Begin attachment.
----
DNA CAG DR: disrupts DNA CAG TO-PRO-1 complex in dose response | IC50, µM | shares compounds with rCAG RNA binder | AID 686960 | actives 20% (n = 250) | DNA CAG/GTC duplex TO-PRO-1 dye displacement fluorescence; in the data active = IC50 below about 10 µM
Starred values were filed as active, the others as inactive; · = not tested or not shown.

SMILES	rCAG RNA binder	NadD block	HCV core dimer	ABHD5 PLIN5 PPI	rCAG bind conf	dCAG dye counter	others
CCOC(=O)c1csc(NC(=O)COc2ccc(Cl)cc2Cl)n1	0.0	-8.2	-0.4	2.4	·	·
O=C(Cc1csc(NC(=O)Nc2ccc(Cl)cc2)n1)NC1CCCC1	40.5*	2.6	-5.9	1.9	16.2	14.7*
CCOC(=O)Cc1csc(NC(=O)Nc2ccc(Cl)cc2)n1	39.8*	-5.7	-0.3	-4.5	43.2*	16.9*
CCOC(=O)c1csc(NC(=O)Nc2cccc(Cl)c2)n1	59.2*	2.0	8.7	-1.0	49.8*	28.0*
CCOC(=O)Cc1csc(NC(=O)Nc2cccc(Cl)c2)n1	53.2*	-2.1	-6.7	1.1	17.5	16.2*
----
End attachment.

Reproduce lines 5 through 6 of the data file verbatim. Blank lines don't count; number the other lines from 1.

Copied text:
O=C(Cc1csc(NC(=O)Nc2ccc(Cl)cc2)n1)NC1CCCC1	40.5*	2.6	-5.9	1.9	16.2	14.7*
CCOC(=O)Cc1csc(NC(=O)Nc2ccc(Cl)cc2)n1	39.8*	-5.7	-0.3	-4.5	43.2*	16.9*